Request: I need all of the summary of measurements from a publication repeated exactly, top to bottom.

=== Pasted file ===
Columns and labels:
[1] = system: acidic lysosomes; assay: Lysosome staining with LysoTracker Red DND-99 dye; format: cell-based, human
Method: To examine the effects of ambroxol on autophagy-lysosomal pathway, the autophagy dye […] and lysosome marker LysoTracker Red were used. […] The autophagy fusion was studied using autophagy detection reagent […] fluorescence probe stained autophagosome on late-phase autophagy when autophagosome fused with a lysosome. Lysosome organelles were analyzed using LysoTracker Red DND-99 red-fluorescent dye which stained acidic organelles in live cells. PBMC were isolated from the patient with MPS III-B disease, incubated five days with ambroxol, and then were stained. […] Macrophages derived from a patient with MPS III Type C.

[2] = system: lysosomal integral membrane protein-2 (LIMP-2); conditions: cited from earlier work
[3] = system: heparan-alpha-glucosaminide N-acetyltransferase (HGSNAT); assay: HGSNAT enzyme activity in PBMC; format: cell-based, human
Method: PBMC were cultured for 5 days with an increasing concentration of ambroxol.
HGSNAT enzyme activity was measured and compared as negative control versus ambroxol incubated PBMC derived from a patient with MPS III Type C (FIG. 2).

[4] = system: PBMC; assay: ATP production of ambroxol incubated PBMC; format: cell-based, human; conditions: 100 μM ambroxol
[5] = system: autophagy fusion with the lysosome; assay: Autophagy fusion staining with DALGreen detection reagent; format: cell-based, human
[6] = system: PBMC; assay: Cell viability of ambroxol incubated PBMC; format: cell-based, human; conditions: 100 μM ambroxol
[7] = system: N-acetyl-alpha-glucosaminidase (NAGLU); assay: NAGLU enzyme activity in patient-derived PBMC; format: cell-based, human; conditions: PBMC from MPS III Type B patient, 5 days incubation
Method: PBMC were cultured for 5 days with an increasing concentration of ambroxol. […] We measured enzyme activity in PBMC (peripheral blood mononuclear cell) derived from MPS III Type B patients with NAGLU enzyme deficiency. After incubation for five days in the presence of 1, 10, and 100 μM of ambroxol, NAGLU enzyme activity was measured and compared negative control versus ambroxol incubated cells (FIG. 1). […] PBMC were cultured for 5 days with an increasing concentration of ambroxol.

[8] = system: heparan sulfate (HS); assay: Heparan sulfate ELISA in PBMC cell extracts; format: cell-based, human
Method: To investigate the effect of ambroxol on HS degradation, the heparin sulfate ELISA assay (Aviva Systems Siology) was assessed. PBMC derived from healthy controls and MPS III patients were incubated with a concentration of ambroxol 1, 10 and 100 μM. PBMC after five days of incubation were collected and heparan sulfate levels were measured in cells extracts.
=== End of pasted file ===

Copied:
Columns and labels:
[1] = system: acidic lysosomes; assay: Lysosome staining with LysoTracker Red DND-99 dye; format: cell-based, human
Method: To examine the effects of ambroxol on autophagy-lysosomal pathway, the autophagy dye […] and lysosome marker LysoTracker Red were used. […] The autophagy fusion was studied using autophagy detection reagent […] fluorescence probe stained autophagosome on late-phase autophagy when autophagosome fused with a lysosome. Lysosome organelles were analyzed using LysoTracker Red DND-99 red-fluorescent dye which stained acidic organelles in live cells. PBMC were isolated from the patient with MPS III-B disease, incubated five days with ambroxol, and then were stained. […] Macrophages derived from a patient with MPS III Type C.

[2] = system: lysosomal integral membrane protein-2 (LIMP-2); conditions: cited from earlier work
[3] = system: heparan-alpha-glucosaminide N-acetyltransferase (HGSNAT); assay: HGSNAT enzyme activity in PBMC; format: cell-based, human
Method: PBMC were cultured for 5 days with an increasing concentration of ambroxol.
HGSNAT enzyme activity was measured and compared as negative control versus ambroxol incubated PBMC derived from a patient with MPS III Type C (FIG. 2).

[4] = system: PBMC; assay: ATP production of ambroxol incubated PBMC; format: cell-based, human; conditions: 100 μM ambroxol
[5] = system: autophagy fusion with the lysosome; assay: Autophagy fusion staining with DALGreen detection reagent; format: cell-based, human
[6] = system: PBMC; assay: Cell viability of ambroxol incubated PBMC; format: cell-based, human; conditions: 100 μM ambroxol
[7] = system: N-acetyl-alpha-glucosaminidase (NAGLU); assay: NAGLU enzyme activity in patient-derived PBMC; format: cell-based, human; conditions: PBMC from MPS III Type B patient, 5 days incubation
Method: PBMC were cultured for 5 days with an increasing concentration of ambroxol. […] We measured enzyme activity in PBMC (peripheral blood mononuclear cell) derived from MPS III Type B patients with NAGLU enzyme deficiency. After incubation for five days in the presence of 1, 10, and 100 μM of ambroxol, NAGLU enzyme activity was measured and compared negative control versus ambroxol incubated cells (FIG. 1). […] PBMC were cultured for 5 days with an increasing concentration of ambroxol.

[8] = system: heparan sulfate (HS); assay: Heparan sulfate ELISA in PBMC cell extracts; format: cell-based, human
Method: To investigate the effect of ambroxol on HS degradation, the heparin sulfate ELISA assay (Aviva Systems Siology) was assessed. PBMC derived from healthy controls and MPS III patients were incubated with a concentration of ambroxol 1, 10 and 100 μM. PBMC after five days of incubation were collected and heparan sulfate levels were measured in cells extracts.